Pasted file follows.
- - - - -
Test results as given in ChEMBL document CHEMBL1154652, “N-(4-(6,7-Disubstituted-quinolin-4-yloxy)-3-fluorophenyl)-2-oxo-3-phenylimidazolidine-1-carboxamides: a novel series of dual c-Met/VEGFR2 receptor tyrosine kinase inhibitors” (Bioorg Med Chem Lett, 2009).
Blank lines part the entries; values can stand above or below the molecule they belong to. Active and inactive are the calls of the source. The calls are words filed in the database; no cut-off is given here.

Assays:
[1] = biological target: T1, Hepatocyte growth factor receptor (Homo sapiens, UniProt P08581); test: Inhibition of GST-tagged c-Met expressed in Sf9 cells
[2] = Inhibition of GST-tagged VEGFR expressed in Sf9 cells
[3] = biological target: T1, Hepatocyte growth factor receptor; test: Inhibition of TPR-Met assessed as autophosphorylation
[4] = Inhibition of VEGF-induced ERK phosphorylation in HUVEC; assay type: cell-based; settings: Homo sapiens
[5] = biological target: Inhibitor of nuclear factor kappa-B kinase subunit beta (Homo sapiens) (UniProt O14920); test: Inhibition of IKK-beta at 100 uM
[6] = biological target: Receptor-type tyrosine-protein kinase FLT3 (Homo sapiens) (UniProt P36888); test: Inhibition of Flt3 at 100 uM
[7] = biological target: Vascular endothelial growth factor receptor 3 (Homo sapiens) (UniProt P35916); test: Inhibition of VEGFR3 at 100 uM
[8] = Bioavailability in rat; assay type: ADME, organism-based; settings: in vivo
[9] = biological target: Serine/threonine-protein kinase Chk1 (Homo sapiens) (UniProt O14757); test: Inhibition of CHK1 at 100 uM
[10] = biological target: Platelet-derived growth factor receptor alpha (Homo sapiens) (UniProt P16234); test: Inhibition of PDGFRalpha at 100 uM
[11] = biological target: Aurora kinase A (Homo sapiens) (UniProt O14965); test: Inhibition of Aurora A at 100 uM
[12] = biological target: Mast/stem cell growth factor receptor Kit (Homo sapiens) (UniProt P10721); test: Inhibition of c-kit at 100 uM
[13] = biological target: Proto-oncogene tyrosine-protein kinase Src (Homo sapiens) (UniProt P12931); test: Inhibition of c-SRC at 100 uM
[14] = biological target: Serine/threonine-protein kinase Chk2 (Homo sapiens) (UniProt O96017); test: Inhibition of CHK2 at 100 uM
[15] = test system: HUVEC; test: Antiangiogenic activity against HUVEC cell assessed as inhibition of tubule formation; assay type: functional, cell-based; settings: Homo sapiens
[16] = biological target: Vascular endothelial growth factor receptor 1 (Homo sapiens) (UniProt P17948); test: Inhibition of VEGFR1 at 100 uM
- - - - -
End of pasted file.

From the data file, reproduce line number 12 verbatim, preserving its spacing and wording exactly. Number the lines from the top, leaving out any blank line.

[9] = biological target: Serine/threonine-protein kinase Chk1 (Homo sapiens) (UniProt O14757); test: Inhibition of CHK1 at 100 uM